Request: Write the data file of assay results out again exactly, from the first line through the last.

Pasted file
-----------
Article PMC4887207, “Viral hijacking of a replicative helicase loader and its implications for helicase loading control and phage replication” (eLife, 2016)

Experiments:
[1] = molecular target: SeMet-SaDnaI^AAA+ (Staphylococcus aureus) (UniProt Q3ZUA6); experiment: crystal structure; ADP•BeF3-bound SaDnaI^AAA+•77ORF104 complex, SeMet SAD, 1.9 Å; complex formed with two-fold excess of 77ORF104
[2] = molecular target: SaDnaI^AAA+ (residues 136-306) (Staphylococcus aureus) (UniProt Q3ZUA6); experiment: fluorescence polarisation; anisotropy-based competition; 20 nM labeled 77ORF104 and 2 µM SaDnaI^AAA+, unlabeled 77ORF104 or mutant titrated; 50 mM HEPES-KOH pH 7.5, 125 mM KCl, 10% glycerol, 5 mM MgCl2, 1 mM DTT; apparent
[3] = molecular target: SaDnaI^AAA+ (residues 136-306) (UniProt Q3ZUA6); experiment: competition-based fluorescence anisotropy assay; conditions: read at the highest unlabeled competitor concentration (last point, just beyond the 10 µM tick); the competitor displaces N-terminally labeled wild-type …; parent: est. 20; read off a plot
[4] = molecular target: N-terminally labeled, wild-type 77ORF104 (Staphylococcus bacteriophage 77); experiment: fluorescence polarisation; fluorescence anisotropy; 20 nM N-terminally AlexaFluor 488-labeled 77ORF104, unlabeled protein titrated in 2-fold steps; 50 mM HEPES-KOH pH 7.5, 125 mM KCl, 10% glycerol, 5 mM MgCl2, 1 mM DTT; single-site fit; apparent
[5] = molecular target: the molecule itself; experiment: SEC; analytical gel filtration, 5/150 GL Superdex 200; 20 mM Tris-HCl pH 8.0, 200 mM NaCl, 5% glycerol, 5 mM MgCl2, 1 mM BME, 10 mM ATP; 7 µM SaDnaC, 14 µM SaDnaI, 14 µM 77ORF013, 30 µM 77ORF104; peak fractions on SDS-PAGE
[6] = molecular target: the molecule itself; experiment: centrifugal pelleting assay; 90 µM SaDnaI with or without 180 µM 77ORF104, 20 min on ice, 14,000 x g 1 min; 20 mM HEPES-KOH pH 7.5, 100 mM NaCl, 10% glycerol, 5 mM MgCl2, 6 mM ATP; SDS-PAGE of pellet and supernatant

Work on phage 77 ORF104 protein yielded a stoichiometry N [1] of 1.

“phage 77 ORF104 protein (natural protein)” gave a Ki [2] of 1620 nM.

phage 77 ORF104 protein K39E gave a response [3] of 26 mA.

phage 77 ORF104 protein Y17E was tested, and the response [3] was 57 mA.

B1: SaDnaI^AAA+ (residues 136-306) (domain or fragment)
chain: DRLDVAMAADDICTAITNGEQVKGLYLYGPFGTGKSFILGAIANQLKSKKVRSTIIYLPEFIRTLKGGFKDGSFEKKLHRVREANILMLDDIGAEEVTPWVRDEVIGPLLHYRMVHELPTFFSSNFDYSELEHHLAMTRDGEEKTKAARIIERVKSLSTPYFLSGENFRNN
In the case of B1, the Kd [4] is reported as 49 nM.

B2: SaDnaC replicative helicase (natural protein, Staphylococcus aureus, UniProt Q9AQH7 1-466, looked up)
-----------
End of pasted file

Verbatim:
Article PMC4887207, “Viral hijacking of a replicative helicase loader and its implications for helicase loading control and phage replication” (eLife, 2016)

Experiments:
[1] = molecular target: SeMet-SaDnaI^AAA+ (Staphylococcus aureus) (UniProt Q3ZUA6); experiment: crystal structure; ADP•BeF3-bound SaDnaI^AAA+•77ORF104 complex, SeMet SAD, 1.9 Å; complex formed with two-fold excess of 77ORF104
[2] = molecular target: SaDnaI^AAA+ (residues 136-306) (Staphylococcus aureus) (UniProt Q3ZUA6); experiment: fluorescence polarisation; anisotropy-based competition; 20 nM labeled 77ORF104 and 2 µM SaDnaI^AAA+, unlabeled 77ORF104 or mutant titrated; 50 mM HEPES-KOH pH 7.5, 125 mM KCl, 10% glycerol, 5 mM MgCl2, 1 mM DTT; apparent
[3] = molecular target: SaDnaI^AAA+ (residues 136-306) (UniProt Q3ZUA6); experiment: competition-based fluorescence anisotropy assay; conditions: read at the highest unlabeled competitor concentration (last point, just beyond the 10 µM tick); the competitor displaces N-terminally labeled wild-type …; parent: est. 20; read off a plot
[4] = molecular target: N-terminally labeled, wild-type 77ORF104 (Staphylococcus bacteriophage 77); experiment: fluorescence polarisation; fluorescence anisotropy; 20 nM N-terminally AlexaFluor 488-labeled 77ORF104, unlabeled protein titrated in 2-fold steps; 50 mM HEPES-KOH pH 7.5, 125 mM KCl, 10% glycerol, 5 mM MgCl2, 1 mM DTT; single-site fit; apparent
[5] = molecular target: the molecule itself; experiment: SEC; analytical gel filtration, 5/150 GL Superdex 200; 20 mM Tris-HCl pH 8.0, 200 mM NaCl, 5% glycerol, 5 mM MgCl2, 1 mM BME, 10 mM ATP; 7 µM SaDnaC, 14 µM SaDnaI, 14 µM 77ORF013, 30 µM 77ORF104; peak fractions on SDS-PAGE
[6] = molecular target: the molecule itself; experiment: centrifugal pelleting assay; 90 µM SaDnaI with or without 180 µM 77ORF104, 20 min on ice, 14,000 x g 1 min; 20 mM HEPES-KOH pH 7.5, 100 mM NaCl, 10% glycerol, 5 mM MgCl2, 6 mM ATP; SDS-PAGE of pellet and supernatant

Work on phage 77 ORF104 protein yielded a stoichiometry N [1] of 1.

“phage 77 ORF104 protein (natural protein)” gave a Ki [2] of 1620 nM.

phage 77 ORF104 protein K39E gave a response [3] of 26 mA.

phage 77 ORF104 protein Y17E was tested, and the response [3] was 57 mA.

B1: SaDnaI^AAA+ (residues 136-306) (domain or fragment)
chain: DRLDVAMAADDICTAITNGEQVKGLYLYGPFGTGKSFILGAIANQLKSKKVRSTIIYLPEFIRTLKGGFKDGSFEKKLHRVREANILMLDDIGAEEVTPWVRDEVIGPLLHYRMVHELPTFFSSNFDYSELEHHLAMTRDGEEKTKAARIIERVKSLSTPYFLSGENFRNN
In the case of B1, the Kd [4] is reported as 49 nM.

B2: SaDnaC replicative helicase (natural protein, Staphylococcus aureus, UniProt Q9AQH7 1-466, looked up)